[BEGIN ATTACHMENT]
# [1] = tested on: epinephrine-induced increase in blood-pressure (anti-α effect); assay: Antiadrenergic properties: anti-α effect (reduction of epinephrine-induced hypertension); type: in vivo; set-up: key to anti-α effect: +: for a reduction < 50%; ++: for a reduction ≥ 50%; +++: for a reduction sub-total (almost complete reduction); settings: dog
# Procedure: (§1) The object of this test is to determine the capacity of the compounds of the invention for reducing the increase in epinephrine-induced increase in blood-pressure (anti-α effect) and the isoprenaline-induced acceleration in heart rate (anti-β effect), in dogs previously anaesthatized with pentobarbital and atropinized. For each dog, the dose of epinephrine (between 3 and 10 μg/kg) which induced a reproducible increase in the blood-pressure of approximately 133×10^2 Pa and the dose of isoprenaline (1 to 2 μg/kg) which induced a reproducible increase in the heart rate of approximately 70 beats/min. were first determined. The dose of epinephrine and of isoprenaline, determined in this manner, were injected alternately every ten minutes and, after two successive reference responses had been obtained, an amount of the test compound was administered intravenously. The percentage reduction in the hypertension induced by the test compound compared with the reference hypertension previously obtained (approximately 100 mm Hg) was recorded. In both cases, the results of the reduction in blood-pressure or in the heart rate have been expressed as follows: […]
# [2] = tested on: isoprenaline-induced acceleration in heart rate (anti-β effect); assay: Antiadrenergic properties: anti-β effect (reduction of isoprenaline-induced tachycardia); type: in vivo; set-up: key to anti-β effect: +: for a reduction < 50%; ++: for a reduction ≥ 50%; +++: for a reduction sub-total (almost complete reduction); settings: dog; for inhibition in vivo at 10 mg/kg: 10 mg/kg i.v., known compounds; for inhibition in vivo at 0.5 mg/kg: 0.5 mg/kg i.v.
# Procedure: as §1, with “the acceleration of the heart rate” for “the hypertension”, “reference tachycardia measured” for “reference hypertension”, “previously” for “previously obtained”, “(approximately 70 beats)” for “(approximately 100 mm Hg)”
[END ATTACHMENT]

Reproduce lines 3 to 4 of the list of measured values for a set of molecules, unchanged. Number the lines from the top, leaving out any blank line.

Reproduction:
# [2] = tested on: isoprenaline-induced acceleration in heart rate (anti-β effect); assay: Antiadrenergic properties: anti-β effect (reduction of isoprenaline-induced tachycardia); type: in vivo; set-up: key to anti-β effect: +: for a reduction < 50%; ++: for a reduction ≥ 50%; +++: for a reduction sub-total (almost complete reduction); settings: dog; for inhibition in vivo at 10 mg/kg: 10 mg/kg i.v., known compounds; for inhibition in vivo at 0.5 mg/kg: 0.5 mg/kg i.v.
# Procedure: as §1, with “the acceleration of the heart rate” for “the hypertension”, “reference tachycardia measured” for “reference hypertension”, “previously” for “previously obtained”, “(approximately 70 beats)” for “(approximately 100 mm Hg)”